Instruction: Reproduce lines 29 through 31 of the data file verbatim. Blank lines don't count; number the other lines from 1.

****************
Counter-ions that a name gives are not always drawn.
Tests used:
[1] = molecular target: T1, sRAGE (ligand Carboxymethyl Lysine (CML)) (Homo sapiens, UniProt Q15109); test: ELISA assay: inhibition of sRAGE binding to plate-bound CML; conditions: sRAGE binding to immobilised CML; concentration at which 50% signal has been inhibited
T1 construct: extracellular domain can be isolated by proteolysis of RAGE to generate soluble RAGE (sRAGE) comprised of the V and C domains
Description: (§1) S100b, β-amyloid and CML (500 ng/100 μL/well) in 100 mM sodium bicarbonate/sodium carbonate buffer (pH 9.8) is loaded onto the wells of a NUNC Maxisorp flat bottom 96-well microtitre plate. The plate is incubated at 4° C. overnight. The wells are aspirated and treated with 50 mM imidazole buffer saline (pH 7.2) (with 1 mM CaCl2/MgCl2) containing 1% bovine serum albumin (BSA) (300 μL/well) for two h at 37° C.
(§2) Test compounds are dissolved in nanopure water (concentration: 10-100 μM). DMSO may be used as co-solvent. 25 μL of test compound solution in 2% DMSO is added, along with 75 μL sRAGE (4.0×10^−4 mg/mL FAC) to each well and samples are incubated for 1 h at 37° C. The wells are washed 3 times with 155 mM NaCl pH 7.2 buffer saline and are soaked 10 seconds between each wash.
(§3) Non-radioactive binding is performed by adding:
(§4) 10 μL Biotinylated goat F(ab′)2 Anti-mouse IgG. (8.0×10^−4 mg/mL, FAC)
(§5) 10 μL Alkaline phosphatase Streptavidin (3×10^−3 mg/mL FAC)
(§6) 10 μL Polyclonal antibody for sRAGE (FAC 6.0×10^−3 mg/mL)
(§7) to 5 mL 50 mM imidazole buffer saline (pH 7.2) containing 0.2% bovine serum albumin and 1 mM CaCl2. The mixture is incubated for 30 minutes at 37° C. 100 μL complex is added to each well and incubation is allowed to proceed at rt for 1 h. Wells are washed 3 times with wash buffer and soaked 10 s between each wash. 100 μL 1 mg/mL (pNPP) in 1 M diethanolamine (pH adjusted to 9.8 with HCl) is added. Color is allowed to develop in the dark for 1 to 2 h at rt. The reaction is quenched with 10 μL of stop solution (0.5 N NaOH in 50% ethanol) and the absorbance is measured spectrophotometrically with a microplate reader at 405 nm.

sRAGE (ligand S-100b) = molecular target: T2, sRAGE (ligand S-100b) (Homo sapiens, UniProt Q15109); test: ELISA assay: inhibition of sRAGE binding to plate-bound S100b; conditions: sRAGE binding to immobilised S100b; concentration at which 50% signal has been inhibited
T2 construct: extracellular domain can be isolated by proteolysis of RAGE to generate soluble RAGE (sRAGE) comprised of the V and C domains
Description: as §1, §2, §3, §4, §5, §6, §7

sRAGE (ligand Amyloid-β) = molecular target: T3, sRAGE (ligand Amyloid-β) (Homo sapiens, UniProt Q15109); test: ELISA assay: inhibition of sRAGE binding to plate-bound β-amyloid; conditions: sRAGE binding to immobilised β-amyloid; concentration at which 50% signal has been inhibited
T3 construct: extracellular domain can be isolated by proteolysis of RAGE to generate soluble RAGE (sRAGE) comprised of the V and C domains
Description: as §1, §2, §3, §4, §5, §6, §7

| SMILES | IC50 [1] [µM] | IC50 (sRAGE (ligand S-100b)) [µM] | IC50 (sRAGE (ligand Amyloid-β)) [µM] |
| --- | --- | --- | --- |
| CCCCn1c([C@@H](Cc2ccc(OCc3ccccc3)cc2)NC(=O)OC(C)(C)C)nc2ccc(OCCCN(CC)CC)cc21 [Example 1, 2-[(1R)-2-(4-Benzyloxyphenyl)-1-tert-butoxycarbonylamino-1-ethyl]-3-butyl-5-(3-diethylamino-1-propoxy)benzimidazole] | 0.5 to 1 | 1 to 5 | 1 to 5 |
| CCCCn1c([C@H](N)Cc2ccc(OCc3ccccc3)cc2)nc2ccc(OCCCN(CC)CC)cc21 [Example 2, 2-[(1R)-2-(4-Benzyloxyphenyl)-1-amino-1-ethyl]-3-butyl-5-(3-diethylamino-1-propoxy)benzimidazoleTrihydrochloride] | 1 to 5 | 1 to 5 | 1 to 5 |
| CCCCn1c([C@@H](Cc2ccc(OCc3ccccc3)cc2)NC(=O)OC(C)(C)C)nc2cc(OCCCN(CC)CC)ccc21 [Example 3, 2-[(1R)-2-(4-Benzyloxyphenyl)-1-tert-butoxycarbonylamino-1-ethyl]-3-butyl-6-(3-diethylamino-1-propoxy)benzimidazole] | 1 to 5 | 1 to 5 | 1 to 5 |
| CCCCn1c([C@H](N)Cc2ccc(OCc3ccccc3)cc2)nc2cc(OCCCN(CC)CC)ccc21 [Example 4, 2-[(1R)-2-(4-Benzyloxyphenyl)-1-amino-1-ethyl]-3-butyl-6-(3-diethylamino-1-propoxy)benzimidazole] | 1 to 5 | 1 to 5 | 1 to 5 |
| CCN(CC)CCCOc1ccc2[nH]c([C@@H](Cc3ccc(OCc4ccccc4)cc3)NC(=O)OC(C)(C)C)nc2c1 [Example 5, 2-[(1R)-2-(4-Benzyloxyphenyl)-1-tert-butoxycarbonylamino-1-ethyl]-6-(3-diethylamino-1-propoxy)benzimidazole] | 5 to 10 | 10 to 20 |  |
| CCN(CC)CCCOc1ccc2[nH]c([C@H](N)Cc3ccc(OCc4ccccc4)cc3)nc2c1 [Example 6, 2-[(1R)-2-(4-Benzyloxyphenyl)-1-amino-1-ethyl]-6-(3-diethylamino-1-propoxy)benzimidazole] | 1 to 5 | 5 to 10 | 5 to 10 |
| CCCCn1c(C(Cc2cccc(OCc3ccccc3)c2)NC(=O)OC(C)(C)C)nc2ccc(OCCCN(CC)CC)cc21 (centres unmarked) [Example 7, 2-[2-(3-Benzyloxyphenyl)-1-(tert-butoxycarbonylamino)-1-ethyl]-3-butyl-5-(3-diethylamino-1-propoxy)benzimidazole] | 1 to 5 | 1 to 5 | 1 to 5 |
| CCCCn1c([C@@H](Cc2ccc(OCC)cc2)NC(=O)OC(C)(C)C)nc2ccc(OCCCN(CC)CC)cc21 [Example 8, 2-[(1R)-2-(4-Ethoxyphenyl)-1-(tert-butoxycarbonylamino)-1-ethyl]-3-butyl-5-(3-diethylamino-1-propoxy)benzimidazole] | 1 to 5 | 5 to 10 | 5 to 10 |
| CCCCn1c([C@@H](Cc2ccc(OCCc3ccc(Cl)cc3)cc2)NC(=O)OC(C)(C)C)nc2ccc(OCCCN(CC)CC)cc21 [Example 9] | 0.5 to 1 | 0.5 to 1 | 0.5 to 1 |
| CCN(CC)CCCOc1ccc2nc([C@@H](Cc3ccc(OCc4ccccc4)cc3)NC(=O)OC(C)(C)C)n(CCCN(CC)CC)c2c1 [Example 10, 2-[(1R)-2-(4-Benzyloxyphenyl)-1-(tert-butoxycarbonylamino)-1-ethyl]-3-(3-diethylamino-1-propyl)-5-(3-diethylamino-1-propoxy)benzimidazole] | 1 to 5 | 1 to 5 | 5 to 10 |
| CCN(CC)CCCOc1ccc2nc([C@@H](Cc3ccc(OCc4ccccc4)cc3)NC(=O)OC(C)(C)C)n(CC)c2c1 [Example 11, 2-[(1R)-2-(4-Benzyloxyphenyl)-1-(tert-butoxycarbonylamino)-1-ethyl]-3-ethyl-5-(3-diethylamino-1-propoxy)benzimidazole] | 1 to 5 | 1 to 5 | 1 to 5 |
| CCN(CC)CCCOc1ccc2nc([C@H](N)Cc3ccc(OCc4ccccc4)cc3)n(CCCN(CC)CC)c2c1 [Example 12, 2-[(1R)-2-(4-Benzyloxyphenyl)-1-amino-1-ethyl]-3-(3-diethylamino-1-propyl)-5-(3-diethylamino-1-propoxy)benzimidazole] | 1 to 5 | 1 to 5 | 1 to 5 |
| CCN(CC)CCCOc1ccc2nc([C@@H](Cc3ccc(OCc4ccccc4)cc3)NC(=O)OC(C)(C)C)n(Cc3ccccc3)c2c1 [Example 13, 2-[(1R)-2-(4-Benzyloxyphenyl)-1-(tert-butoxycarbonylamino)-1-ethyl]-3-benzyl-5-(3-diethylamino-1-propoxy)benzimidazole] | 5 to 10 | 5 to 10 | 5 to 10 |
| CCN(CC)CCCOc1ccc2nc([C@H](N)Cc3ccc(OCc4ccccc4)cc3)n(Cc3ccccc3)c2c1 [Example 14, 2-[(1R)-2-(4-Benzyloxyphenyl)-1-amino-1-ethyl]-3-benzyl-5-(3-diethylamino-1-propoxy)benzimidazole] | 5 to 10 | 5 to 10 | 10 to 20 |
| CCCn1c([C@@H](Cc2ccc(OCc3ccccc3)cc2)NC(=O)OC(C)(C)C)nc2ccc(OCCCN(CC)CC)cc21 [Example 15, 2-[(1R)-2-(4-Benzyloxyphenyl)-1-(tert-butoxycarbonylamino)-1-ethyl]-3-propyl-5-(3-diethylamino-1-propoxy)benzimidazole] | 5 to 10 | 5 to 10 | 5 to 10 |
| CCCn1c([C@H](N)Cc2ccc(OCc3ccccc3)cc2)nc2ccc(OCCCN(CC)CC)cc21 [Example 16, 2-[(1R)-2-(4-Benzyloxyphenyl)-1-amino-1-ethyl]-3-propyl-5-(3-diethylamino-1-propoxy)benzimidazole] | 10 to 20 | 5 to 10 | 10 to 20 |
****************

| CCN(CC)CCCOc1ccc2nc([C@@H](Cc3ccc(OCc4ccccc4)cc3)NC(=O)OC(C)(C)C)n(CCCN(CC)CC)c2c1 [Example 10, 2-[(1R)-2-(4-Benzyloxyphenyl)-1-(tert-butoxycarbonylamino)-1-ethyl]-3-(3-diethylamino-1-propyl)-5-(3-diethylamino-1-propoxy)benzimidazole] | 1 to 5 | 1 to 5 | 5 to 10 |
| CCN(CC)CCCOc1ccc2nc([C@@H](Cc3ccc(OCc4ccccc4)cc3)NC(=O)OC(C)(C)C)n(CC)c2c1 [Example 11, 2-[(1R)-2-(4-Benzyloxyphenyl)-1-(tert-butoxycarbonylamino)-1-ethyl]-3-ethyl-5-(3-diethylamino-1-propoxy)benzimidazole] | 1 to 5 | 1 to 5 | 1 to 5 |
| CCN(CC)CCCOc1ccc2nc([C@H](N)Cc3ccc(OCc4ccccc4)cc3)n(CCCN(CC)CC)c2c1 [Example 12, 2-[(1R)-2-(4-Benzyloxyphenyl)-1-amino-1-ethyl]-3-(3-diethylamino-1-propyl)-5-(3-diethylamino-1-propoxy)benzimidazole] | 1 to 5 | 1 to 5 | 1 to 5 |